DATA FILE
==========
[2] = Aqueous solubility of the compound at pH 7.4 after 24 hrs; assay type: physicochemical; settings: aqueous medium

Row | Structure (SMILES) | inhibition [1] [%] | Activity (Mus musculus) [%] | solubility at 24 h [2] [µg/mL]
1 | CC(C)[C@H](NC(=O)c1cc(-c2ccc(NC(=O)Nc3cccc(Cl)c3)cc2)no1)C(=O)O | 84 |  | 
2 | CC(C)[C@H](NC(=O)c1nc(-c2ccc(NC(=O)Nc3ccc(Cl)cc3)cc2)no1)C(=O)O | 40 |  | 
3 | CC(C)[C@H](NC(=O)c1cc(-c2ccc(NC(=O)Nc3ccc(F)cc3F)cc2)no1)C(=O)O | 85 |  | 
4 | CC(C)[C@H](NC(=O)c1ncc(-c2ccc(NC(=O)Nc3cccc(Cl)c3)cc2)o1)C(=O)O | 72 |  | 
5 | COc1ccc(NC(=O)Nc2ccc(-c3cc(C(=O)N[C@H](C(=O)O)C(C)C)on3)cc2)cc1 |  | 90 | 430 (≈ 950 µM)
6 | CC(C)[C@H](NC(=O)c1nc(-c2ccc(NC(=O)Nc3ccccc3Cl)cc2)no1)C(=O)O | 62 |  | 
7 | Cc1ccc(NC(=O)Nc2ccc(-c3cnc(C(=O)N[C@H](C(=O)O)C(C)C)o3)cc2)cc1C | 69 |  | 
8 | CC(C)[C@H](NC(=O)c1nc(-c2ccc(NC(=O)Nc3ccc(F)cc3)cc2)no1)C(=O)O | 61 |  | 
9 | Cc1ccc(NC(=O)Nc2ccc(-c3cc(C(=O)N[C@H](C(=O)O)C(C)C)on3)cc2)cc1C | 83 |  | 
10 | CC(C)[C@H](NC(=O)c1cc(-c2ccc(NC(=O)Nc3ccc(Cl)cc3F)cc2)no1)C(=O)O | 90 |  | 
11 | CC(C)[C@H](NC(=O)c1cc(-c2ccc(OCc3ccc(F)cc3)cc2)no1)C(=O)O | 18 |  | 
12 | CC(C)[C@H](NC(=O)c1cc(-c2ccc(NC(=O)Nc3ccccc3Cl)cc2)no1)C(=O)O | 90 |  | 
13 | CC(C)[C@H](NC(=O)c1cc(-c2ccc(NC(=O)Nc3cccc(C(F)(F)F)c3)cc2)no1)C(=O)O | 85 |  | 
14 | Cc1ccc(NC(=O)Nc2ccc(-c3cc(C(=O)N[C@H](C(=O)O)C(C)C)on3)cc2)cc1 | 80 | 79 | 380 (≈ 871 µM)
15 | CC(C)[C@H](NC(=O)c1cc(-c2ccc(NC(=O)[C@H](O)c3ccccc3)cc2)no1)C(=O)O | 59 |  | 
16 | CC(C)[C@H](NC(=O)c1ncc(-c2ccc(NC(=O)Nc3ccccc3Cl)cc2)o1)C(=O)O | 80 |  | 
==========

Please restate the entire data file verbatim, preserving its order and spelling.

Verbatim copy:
[2] = Aqueous solubility of the compound at pH 7.4 after 24 hrs; assay type: physicochemical; settings: aqueous medium

Row | Structure (SMILES) | inhibition [1] [%] | Activity (Mus musculus) [%] | solubility at 24 h [2] [µg/mL]
1 | CC(C)[C@H](NC(=O)c1cc(-c2ccc(NC(=O)Nc3cccc(Cl)c3)cc2)no1)C(=O)O | 84 |  | 
2 | CC(C)[C@H](NC(=O)c1nc(-c2ccc(NC(=O)Nc3ccc(Cl)cc3)cc2)no1)C(=O)O | 40 |  | 
3 | CC(C)[C@H](NC(=O)c1cc(-c2ccc(NC(=O)Nc3ccc(F)cc3F)cc2)no1)C(=O)O | 85 |  | 
4 | CC(C)[C@H](NC(=O)c1ncc(-c2ccc(NC(=O)Nc3cccc(Cl)c3)cc2)o1)C(=O)O | 72 |  | 
5 | COc1ccc(NC(=O)Nc2ccc(-c3cc(C(=O)N[C@H](C(=O)O)C(C)C)on3)cc2)cc1 |  | 90 | 430 (≈ 950 µM)
6 | CC(C)[C@H](NC(=O)c1nc(-c2ccc(NC(=O)Nc3ccccc3Cl)cc2)no1)C(=O)O | 62 |  | 
7 | Cc1ccc(NC(=O)Nc2ccc(-c3cnc(C(=O)N[C@H](C(=O)O)C(C)C)o3)cc2)cc1C | 69 |  | 
8 | CC(C)[C@H](NC(=O)c1nc(-c2ccc(NC(=O)Nc3ccc(F)cc3)cc2)no1)C(=O)O | 61 |  | 
9 | Cc1ccc(NC(=O)Nc2ccc(-c3cc(C(=O)N[C@H](C(=O)O)C(C)C)on3)cc2)cc1C | 83 |  | 
10 | CC(C)[C@H](NC(=O)c1cc(-c2ccc(NC(=O)Nc3ccc(Cl)cc3F)cc2)no1)C(=O)O | 90 |  | 
11 | CC(C)[C@H](NC(=O)c1cc(-c2ccc(OCc3ccc(F)cc3)cc2)no1)C(=O)O | 18 |  | 
12 | CC(C)[C@H](NC(=O)c1cc(-c2ccc(NC(=O)Nc3ccccc3Cl)cc2)no1)C(=O)O | 90 |  | 
13 | CC(C)[C@H](NC(=O)c1cc(-c2ccc(NC(=O)Nc3cccc(C(F)(F)F)c3)cc2)no1)C(=O)O | 85 |  | 
14 | Cc1ccc(NC(=O)Nc2ccc(-c3cc(C(=O)N[C@H](C(=O)O)C(C)C)on3)cc2)cc1 | 80 | 79 | 380 (≈ 871 µM)
15 | CC(C)[C@H](NC(=O)c1cc(-c2ccc(NC(=O)[C@H](O)c3ccccc3)cc2)no1)C(=O)O | 59 |  | 
16 | CC(C)[C@H](NC(=O)c1ncc(-c2ccc(NC(=O)Nc3ccccc3Cl)cc2)o1)C(=O)O | 80 |  | 